Recoils like snails shot with vinegar: Vernon God Little by DBC Pierre

 

 

It’s not the first time I’ve quoted Vernon God Little, and since I’m only part way in ( and being a fan of DBC Pierre I’ve also quoted from Lights out in Wonderland ) I don’t think this will be the last time you see me quoting from this book. He really does have a way with words to be envious of.

 

On mothers. (I am one, I can quote it. ):

 

Between you and me, it’s like she planted a knife in my back when I was born, and now every fucken noise she makes just gives it a turn. P7

 

One for the writers:

 

When the rubbing of her thighs has faded, I crane my nostrils for any vague comfort; a whiff of warm toast, a spearmint breath. But all I whiff, over the sweat and the barbecue sauce, is school – the kind of pulse bullyboys give off when they spot a quiet one, a wordsmith, in a corner. The scent of lumber being cut for a fucken cross. P11

 

Describing the weather without  putting yourself and readers to sleep can be a challenge, no fear here:

 

Outside a jungle of clouds has grown over the sun. They kindle a whiff of damp dog that always blows around here before a storm, burping lightening without a sound. Fate clouds. They mean get the fuck out of town, go visit Nana or something, until things quiet down, until the truth seeps out. Get rid of the drugs from home, then take a road trip. P13

 

One I wish I’d thought of first:

 

Gurie’s chin recoils like snails shot with vinegar. P26

 

 

Passages of Writing: Vernon God Little by DBC Pierre.

Book: Vernon God Little by DBC Pierre. First Pub: 2003, Faber and Faber. This Edition: 2004 Faber and Faber.

Why: Often a few words, on their own unrelated to the image they create, together create a precise picture.

‘She’s slow, she’s sweaty, her features huddle in the middle of her face…’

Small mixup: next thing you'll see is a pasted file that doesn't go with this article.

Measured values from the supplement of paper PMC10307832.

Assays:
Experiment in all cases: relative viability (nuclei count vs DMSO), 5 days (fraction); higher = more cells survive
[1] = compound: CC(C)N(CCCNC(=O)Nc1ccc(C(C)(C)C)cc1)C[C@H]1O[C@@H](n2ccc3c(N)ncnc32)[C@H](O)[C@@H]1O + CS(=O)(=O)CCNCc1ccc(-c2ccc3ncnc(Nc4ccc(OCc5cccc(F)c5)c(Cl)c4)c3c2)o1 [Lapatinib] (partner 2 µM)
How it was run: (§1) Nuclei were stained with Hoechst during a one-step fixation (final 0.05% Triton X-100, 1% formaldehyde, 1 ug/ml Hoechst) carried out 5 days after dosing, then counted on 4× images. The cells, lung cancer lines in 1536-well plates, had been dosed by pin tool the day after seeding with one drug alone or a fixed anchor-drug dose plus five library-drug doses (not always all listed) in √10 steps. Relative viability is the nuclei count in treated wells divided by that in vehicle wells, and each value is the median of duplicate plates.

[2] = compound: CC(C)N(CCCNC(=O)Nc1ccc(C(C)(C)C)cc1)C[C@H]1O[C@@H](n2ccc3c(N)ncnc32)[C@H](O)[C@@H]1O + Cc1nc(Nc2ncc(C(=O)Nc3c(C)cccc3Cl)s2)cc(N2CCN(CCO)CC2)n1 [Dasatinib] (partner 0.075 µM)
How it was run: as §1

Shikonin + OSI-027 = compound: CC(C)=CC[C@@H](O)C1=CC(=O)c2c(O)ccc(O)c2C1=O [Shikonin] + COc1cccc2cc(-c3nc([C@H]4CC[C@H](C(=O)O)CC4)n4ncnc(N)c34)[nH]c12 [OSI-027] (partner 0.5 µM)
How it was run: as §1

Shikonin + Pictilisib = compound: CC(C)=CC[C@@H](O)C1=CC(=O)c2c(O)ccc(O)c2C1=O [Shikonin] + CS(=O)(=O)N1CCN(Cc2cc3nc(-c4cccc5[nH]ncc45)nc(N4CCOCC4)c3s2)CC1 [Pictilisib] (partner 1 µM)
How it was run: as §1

p. 4 Vernon God Little by DBC Pierre

Passages of Writing: Lights Out in Wonderland by DBC Pierre.

 


 

Book: Lights Out in Wonderland, DBC Pierre. This ed. Faber 2010.

 

Why?:  Gabriel comes out of the text to speak to the reader, telling me to pay attention, so I do, and I’m possibly with him more than I might normally have been, because he asked me to. And I can hear it, smell it feel it more than I might have done had he not asked me to. It’s post-modern, meta-fiction again, but I have a fondness for it so it’s allowed.

The master Limbo is in charge of all our lives, so you can take it as meaning not even the author is in charge here, anything could happen. It’s one of my favourite books at the moment. These two paragraphs are poetic, like grand speeches that escalate to a final conclusion. It’s just a lot of fun to read. Make sure you don’t miss this bit in the second paragraph:

…I watch a tourist liner glide past the window leaking mercury and gold across the gelatinous whorls of the Spree…

 

In fact most of the book is a wonderful, poetic escape.

 

 

…and in the burning of a cigarette his Mercedes appears flashing through the traffic.

Only Bettina is inside, hair drawn up inside a chauffeur’s cap, a vision so ravishing, so bold and modern, that I must pause at the door, my friend and call you in close: step up with me, hear the throaty hiss of a perfect turbine, smell leather mix with musk see this spotless maiden masquerade as a man, as a servant, toying with it, with us, flashing dimples and teeth and clear eyes, and admit with me:

The Master Limbo gets some things rather right.

 

p 211, ‘Lights Out in Wonderland’, DBC Pierre

 

…we’re quickly assigned a table with a prime view. I watch a tourist liner glide past the window leaking mercury and gold across the gelatinous whorls of the Spree, and here, under flattering light, over linen and silver, I find a plane of well-being where I must pause, my friend, and call you in. Step close to these glowing linens, this sparkling glassware, snuffle this scent of hot food and vaporous wine, turn your ear to this elegant chatter between pleasant minds, and admit with me:

The Master Limbo gets some things rather right.

 

P167, ‘Lights Out in Wonderland’, DBC Pierre.

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